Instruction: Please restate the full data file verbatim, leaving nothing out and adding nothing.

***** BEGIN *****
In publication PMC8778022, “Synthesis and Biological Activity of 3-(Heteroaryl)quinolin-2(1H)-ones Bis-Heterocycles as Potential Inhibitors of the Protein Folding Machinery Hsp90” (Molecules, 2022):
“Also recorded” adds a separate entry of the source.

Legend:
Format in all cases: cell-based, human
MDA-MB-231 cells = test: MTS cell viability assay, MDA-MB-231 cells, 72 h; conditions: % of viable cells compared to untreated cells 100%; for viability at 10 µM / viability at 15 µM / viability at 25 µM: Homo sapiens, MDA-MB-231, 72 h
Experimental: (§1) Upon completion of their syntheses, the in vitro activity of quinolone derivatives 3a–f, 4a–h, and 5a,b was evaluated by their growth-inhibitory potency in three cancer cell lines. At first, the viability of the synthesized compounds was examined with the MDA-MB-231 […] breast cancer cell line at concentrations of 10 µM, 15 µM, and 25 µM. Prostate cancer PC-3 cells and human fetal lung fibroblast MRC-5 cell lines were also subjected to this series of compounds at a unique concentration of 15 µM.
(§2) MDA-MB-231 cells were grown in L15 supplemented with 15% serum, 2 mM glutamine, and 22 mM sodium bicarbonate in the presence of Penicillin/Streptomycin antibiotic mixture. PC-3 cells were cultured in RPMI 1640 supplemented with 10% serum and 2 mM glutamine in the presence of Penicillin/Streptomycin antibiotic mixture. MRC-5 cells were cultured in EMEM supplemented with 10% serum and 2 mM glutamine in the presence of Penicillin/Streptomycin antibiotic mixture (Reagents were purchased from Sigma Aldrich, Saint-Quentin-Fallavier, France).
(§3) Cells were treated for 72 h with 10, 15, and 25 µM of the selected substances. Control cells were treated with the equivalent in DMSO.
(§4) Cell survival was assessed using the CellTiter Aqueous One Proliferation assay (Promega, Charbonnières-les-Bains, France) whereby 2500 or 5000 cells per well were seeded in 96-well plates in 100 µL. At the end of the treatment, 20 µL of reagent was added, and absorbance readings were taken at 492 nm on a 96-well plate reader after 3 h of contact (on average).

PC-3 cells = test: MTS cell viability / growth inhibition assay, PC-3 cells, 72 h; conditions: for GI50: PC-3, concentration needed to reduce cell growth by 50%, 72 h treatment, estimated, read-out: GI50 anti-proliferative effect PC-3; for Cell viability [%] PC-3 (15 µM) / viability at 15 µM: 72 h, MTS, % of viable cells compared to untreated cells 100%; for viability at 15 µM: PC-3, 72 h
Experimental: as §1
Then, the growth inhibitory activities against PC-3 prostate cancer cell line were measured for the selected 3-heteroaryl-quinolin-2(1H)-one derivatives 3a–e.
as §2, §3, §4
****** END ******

In publication PMC8778022, “Synthesis and Biological Activity of 3-(Heteroaryl)quinolin-2(1H)-ones Bis-Heterocycles as Potential Inhibitors of the Protein Folding Machinery Hsp90” (Molecules, 2022):
“Also recorded” adds a separate entry of the source.

Legend:
Format in all cases: cell-based, human
MDA-MB-231 cells = test: MTS cell viability assay, MDA-MB-231 cells, 72 h; conditions: % of viable cells compared to untreated cells 100%; for viability at 10 µM / viability at 15 µM / viability at 25 µM: Homo sapiens, MDA-MB-231, 72 h
Experimental: (§1) Upon completion of their syntheses, the in vitro activity of quinolone derivatives 3a–f, 4a–h, and 5a,b was evaluated by their growth-inhibitory potency in three cancer cell lines. At first, the viability of the synthesized compounds was examined with the MDA-MB-231 […] breast cancer cell line at concentrations of 10 µM, 15 µM, and 25 µM. Prostate cancer PC-3 cells and human fetal lung fibroblast MRC-5 cell lines were also subjected to this series of compounds at a unique concentration of 15 µM.
(§2) MDA-MB-231 cells were grown in L15 supplemented with 15% serum, 2 mM glutamine, and 22 mM sodium bicarbonate in the presence of Penicillin/Streptomycin antibiotic mixture. PC-3 cells were cultured in RPMI 1640 supplemented with 10% serum and 2 mM glutamine in the presence of Penicillin/Streptomycin antibiotic mixture. MRC-5 cells were cultured in EMEM supplemented with 10% serum and 2 mM glutamine in the presence of Penicillin/Streptomycin antibiotic mixture (Reagents were purchased from Sigma Aldrich, Saint-Quentin-Fallavier, France).
(§3) Cells were treated for 72 h with 10, 15, and 25 µM of the selected substances. Control cells were treated with the equivalent in DMSO.
(§4) Cell survival was assessed using the CellTiter Aqueous One Proliferation assay (Promega, Charbonnières-les-Bains, France) whereby 2500 or 5000 cells per well were seeded in 96-well plates in 100 µL. At the end of the treatment, 20 µL of reagent was added, and absorbance readings were taken at 492 nm on a 96-well plate reader after 3 h of contact (on average).

PC-3 cells = test: MTS cell viability / growth inhibition assay, PC-3 cells, 72 h; conditions: for GI50: PC-3, concentration needed to reduce cell growth by 50%, 72 h treatment, estimated, read-out: GI50 anti-proliferative effect PC-3; for Cell viability [%] PC-3 (15 µM) / viability at 15 µM: 72 h, MTS, % of viable cells compared to untreated cells 100%; for viability at 15 µM: PC-3, 72 h
Experimental: as §1
Then, the growth inhibitory activities against PC-3 prostate cancer cell line were measured for the selected 3-heteroaryl-quinolin-2(1H)-one derivatives 3a–e.
as §2, §3, §4